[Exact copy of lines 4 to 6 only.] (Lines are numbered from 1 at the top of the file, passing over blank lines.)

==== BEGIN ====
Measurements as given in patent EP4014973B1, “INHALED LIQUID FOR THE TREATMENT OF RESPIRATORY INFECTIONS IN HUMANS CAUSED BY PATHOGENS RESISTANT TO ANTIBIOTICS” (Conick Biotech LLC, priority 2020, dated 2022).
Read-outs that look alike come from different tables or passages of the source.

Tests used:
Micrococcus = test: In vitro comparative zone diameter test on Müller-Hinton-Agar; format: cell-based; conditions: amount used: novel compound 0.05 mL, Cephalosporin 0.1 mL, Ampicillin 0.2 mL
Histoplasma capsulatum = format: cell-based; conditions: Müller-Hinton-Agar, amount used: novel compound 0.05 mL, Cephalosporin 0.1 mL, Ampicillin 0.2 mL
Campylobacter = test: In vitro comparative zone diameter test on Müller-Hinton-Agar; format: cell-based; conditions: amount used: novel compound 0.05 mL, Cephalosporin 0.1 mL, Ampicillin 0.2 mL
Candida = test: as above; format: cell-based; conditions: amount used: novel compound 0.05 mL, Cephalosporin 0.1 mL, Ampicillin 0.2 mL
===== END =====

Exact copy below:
Micrococcus = test: In vitro comparative zone diameter test on Müller-Hinton-Agar; format: cell-based; conditions: amount used: novel compound 0.05 mL, Cephalosporin 0.1 mL, Ampicillin 0.2 mL
Histoplasma capsulatum = format: cell-based; conditions: Müller-Hinton-Agar, amount used: novel compound 0.05 mL, Cephalosporin 0.1 mL, Ampicillin 0.2 mL
Campylobacter = test: In vitro comparative zone diameter test on Müller-Hinton-Agar; format: cell-based; conditions: amount used: novel compound 0.05 mL, Cephalosporin 0.1 mL, Ampicillin 0.2 mL